It’s Not Inevitable: Four Reasons You Should Pay More Attention to Alcohol Abuse
Alcohol may be one of the most commonly abused drugs in the world, and Alcohol Awareness Month is the perfect time to delve into the nitty-gritty of alcohol abuse and the way it impacts our communities. Here are four reasons you should pay more attention to alcohol abuse among the people in your life.
- It’s not harmless. Many find ways to downplay their alcohol abuse because alcohol is not perceived to be dangerous in the same way cocaine and heroin are. Alcohol abuse can begin early when binge drinking behaviors are more socially acceptable, if not encouraged by peer groups. But as people mature and their drinking habits fail to slow down to healthier rates, incredible damage can be done. The National Institute on Alcohol Abuse and Alcoholism (NIAAA) reports that nearlysix percent of all deaths worldwide are due to alcohol-related causes.
- Alcohol abuse can affect anyone. Alcohol dependence and misuse can be found across demographic categories including race, age, income and education. You’d think this prevalence would put us all on high alert, but the result seems to be the opposite; alcohol abuse is so common that to some degree it has been normalized. If you are concerned that someone you know may be abusing alcohol, talk to them and let them know that you care.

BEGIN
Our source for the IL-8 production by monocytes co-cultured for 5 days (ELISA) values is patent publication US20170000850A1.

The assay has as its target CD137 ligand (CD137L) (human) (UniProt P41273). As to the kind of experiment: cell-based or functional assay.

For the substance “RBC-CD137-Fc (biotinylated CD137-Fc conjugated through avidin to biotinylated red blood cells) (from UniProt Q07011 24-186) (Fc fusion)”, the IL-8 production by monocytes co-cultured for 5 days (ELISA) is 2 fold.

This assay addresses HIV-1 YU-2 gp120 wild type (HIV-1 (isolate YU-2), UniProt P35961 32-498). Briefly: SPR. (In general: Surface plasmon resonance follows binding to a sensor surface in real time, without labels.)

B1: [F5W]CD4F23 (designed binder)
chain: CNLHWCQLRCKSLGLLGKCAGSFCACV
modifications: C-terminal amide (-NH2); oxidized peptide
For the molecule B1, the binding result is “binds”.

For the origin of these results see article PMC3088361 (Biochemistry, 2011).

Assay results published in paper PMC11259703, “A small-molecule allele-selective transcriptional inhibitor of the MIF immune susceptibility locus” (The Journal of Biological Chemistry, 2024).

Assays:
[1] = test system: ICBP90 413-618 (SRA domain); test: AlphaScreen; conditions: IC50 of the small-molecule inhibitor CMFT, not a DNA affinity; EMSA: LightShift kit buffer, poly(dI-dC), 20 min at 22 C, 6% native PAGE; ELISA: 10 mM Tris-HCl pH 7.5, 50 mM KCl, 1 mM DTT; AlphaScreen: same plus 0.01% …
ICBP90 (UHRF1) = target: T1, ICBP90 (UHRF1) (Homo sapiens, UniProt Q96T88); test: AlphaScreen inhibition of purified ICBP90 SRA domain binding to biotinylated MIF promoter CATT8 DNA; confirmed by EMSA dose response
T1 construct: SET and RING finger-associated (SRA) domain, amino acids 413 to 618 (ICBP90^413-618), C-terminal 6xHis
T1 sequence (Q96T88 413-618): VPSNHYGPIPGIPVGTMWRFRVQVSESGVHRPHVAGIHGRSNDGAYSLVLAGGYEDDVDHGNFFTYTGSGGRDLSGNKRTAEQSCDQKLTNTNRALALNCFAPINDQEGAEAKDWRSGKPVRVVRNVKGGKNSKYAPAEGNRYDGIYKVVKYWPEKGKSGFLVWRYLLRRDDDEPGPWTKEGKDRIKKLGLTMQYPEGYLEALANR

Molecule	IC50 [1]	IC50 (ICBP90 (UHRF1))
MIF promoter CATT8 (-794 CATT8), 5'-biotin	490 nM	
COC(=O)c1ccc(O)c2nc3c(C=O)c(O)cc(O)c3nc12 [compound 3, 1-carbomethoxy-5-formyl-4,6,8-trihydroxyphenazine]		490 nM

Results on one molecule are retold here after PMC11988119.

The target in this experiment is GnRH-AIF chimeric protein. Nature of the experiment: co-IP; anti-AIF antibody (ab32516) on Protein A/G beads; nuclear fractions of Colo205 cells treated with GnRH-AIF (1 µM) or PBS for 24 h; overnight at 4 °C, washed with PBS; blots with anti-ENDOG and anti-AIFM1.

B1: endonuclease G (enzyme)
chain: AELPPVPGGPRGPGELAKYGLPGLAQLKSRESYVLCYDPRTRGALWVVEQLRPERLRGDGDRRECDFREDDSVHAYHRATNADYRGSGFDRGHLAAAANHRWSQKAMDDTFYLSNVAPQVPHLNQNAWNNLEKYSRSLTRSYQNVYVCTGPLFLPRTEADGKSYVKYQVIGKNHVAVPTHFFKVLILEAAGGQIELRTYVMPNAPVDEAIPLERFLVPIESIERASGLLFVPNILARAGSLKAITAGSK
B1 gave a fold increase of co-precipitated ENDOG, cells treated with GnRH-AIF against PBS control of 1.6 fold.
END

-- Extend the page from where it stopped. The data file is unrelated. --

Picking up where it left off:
- Children learn by example. When it comes to children, what you do is more important than what you say. One of the best ways to ensure your child grows up with healthy attitudes towards drinking and alcohol use is by modeling these behaviors yourself. However, the NIAAA reports that one in ten children lives in a household with at least one parent who abuses alcohol. Parents’ own reasons for substance abuse are usually nuanced and challenging to overcome. However, setting an example of substance abuse for children sets them up for their own challenges in the future. If you need help, seek it for your children’s sake.
- Alcoholism is avoidable. The most heart breaking element of alcohol abuse is that it is completely preventable. Ultimately, utilizing alcohol to meet a physical or emotional need will only result in a greater need for treatment later on. Drinking until you pass out may mean that you get to put off thinking about a traumatic memory or the bills until tomorrow, but all of those problems will still be there when you come to, hung over, a few hours later. If you use alcohol to avoid something else, find help for those underlying problems immediately. No matter how you feel, abusing alcohol isn’t doing you any favors.
Alcohol abuse can happen to anyone with devastating effects. But alcohol dependence is not inevitable or impossible to treat. This Alcohol Awareness Month, don’t be afraid to talk with someone you love about how and why they abuse alcohol; you could save a life.